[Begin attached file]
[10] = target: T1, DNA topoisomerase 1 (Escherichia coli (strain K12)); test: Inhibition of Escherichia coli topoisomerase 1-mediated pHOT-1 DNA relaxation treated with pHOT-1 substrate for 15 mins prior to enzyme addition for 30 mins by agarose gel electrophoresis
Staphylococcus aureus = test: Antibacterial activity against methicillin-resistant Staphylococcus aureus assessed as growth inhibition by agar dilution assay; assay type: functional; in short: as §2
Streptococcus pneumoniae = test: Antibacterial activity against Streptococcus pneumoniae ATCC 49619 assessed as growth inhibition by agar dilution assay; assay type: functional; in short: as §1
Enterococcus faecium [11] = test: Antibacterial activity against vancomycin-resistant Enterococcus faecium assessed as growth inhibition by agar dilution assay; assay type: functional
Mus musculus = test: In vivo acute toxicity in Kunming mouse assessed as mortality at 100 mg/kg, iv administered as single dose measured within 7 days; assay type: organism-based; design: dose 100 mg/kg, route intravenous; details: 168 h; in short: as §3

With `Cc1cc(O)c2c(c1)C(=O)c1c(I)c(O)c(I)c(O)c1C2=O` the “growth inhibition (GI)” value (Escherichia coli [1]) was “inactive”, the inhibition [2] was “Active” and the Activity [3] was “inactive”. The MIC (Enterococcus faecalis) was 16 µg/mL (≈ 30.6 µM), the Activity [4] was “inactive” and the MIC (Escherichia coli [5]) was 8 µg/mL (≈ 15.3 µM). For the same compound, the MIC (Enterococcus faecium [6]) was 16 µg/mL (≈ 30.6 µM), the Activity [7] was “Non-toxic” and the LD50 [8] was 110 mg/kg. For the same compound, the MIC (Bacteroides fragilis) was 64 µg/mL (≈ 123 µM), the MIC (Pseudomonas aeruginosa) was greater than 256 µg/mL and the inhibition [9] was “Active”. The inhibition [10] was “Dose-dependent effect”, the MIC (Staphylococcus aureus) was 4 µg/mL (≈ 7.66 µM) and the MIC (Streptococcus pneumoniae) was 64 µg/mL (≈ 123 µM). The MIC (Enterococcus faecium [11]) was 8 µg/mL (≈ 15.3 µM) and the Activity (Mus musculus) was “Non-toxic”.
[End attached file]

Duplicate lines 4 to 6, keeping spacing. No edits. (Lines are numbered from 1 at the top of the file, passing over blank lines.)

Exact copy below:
Enterococcus faecium [11] = test: Antibacterial activity against vancomycin-resistant Enterococcus faecium assessed as growth inhibition by agar dilution assay; assay type: functional
Mus musculus = test: In vivo acute toxicity in Kunming mouse assessed as mortality at 100 mg/kg, iv administered as single dose measured within 7 days; assay type: organism-based; design: dose 100 mg/kg, route intravenous; details: 168 h; in short: as §3

With `Cc1cc(O)c2c(c1)C(=O)c1c(I)c(O)c(I)c(O)c1C2=O` the “growth inhibition (GI)” value (Escherichia coli [1]) was “inactive”, the inhibition [2] was “Active” and the Activity [3] was “inactive”. The MIC (Enterococcus faecalis) was 16 µg/mL (≈ 30.6 µM), the Activity [4] was “inactive” and the MIC (Escherichia coli [5]) was 8 µg/mL (≈ 15.3 µM). For the same compound, the MIC (Enterococcus faecium [6]) was 16 µg/mL (≈ 30.6 µM), the Activity [7] was “Non-toxic” and the LD50 [8] was 110 mg/kg. For the same compound, the MIC (Bacteroides fragilis) was 64 µg/mL (≈ 123 µM), the MIC (Pseudomonas aeruginosa) was greater than 256 µg/mL and the inhibition [9] was “Active”. The inhibition [10] was “Dose-dependent effect”, the MIC (Staphylococcus aureus) was 4 µg/mL (≈ 7.66 µM) and the MIC (Streptococcus pneumoniae) was 64 µg/mL (≈ 123 µM). The MIC (Enterococcus faecium [11]) was 8 µg/mL (≈ 15.3 µM) and the Activity (Mus musculus) was “Non-toxic”.